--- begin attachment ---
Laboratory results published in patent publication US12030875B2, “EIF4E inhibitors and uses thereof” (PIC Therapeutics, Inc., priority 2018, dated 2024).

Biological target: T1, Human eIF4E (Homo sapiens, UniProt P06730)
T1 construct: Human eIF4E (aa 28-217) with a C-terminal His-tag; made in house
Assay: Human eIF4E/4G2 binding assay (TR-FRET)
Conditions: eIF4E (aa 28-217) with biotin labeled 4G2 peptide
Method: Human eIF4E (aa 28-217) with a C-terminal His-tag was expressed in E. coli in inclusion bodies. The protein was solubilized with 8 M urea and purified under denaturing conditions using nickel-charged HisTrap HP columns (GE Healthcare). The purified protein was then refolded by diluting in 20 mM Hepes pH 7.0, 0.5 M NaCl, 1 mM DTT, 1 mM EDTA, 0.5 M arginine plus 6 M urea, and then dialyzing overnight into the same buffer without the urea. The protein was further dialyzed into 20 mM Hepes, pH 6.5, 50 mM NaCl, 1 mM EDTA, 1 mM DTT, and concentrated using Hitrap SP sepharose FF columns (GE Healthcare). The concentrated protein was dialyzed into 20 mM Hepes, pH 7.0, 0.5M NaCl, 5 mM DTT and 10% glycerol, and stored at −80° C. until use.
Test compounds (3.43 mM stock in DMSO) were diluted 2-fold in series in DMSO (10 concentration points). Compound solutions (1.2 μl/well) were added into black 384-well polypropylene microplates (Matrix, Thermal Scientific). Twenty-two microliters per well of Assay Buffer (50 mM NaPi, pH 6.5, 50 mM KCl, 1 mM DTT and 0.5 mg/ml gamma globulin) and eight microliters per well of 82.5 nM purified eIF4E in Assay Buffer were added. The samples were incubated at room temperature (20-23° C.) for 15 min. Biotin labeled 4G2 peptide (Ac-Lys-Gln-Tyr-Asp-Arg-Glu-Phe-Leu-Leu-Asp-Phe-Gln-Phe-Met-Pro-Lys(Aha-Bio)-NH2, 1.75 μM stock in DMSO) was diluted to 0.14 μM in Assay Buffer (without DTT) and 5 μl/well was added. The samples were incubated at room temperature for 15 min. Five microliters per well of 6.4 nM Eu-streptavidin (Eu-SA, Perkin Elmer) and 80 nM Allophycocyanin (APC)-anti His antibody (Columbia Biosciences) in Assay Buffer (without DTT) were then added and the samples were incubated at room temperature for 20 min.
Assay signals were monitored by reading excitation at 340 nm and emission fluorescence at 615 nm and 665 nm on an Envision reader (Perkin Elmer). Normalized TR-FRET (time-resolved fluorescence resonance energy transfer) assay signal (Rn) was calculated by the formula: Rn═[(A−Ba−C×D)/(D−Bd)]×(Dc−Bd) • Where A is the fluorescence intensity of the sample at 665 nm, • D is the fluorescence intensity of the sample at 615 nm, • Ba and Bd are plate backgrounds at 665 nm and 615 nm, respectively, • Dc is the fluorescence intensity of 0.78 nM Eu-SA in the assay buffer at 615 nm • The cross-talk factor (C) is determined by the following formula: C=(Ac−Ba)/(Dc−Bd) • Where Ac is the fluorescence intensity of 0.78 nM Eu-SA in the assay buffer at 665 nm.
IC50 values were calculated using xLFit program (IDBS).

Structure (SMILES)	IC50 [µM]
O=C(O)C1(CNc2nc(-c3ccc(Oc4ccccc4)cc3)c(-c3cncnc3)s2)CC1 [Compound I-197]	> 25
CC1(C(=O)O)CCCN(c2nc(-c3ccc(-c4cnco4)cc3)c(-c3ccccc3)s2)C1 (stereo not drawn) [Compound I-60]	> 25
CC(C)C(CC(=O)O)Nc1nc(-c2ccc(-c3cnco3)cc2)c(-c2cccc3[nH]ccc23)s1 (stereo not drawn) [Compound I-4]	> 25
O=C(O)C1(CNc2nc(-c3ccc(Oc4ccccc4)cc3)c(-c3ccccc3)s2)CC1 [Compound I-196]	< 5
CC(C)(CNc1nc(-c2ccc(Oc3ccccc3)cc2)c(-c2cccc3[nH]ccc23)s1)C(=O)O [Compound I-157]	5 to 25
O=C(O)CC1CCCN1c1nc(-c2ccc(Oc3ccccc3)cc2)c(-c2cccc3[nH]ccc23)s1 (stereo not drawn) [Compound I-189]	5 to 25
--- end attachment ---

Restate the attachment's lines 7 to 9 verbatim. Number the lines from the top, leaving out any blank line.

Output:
Test compounds (3.43 mM stock in DMSO) were diluted 2-fold in series in DMSO (10 concentration points). Compound solutions (1.2 μl/well) were added into black 384-well polypropylene microplates (Matrix, Thermal Scientific). Twenty-two microliters per well of Assay Buffer (50 mM NaPi, pH 6.5, 50 mM KCl, 1 mM DTT and 0.5 mg/ml gamma globulin) and eight microliters per well of 82.5 nM purified eIF4E in Assay Buffer were added. The samples were incubated at room temperature (20-23° C.) for 15 min. Biotin labeled 4G2 peptide (Ac-Lys-Gln-Tyr-Asp-Arg-Glu-Phe-Leu-Leu-Asp-Phe-Gln-Phe-Met-Pro-Lys(Aha-Bio)-NH2, 1.75 μM stock in DMSO) was diluted to 0.14 μM in Assay Buffer (without DTT) and 5 μl/well was added. The samples were incubated at room temperature for 15 min. Five microliters per well of 6.4 nM Eu-streptavidin (Eu-SA, Perkin Elmer) and 80 nM Allophycocyanin (APC)-anti His antibody (Columbia Biosciences) in Assay Buffer (without DTT) were then added and the samples were incubated at room temperature for 20 min.
Assay signals were monitored by reading excitation at 340 nm and emission fluorescence at 615 nm and 665 nm on an Envision reader (Perkin Elmer). Normalized TR-FRET (time-resolved fluorescence resonance energy transfer) assay signal (Rn) was calculated by the formula: Rn═[(A−Ba−C×D)/(D−Bd)]×(Dc−Bd) • Where A is the fluorescence intensity of the sample at 665 nm, • D is the fluorescence intensity of the sample at 615 nm, • Ba and Bd are plate backgrounds at 665 nm and 615 nm, respectively, • Dc is the fluorescence intensity of 0.78 nM Eu-SA in the assay buffer at 615 nm • The cross-talk factor (C) is determined by the following formula: C=(Ac−Ba)/(Dc−Bd) • Where Ac is the fluorescence intensity of 0.78 nM Eu-SA in the assay buffer at 665 nm.
IC50 values were calculated using xLFit program (IDBS).